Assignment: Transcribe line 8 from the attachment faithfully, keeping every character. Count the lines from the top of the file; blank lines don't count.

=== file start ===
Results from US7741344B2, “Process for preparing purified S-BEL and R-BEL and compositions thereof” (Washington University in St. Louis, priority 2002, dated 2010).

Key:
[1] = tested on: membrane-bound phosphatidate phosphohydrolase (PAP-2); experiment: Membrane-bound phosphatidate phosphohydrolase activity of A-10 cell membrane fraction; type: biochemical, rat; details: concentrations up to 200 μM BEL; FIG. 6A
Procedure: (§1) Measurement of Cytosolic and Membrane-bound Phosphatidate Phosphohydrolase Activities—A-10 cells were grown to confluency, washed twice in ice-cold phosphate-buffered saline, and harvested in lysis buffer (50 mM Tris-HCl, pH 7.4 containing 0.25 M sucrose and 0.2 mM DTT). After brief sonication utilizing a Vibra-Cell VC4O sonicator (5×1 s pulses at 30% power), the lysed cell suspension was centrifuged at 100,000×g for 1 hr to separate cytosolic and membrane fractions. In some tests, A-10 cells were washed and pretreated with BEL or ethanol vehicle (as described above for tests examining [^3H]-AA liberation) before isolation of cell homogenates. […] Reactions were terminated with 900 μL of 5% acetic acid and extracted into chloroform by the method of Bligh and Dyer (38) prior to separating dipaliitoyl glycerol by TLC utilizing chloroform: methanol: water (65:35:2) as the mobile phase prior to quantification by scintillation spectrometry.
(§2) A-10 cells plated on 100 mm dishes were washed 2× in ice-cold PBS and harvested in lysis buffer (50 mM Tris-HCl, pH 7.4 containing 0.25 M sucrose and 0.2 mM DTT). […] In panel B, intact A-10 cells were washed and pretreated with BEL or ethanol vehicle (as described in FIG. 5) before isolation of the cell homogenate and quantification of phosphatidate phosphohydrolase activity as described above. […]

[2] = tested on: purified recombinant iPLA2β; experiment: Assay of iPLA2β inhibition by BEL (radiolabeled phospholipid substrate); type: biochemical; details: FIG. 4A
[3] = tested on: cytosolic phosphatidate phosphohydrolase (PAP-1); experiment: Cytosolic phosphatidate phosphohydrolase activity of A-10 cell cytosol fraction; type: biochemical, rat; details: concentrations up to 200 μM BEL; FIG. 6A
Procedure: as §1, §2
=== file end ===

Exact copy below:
Procedure: as §1, §2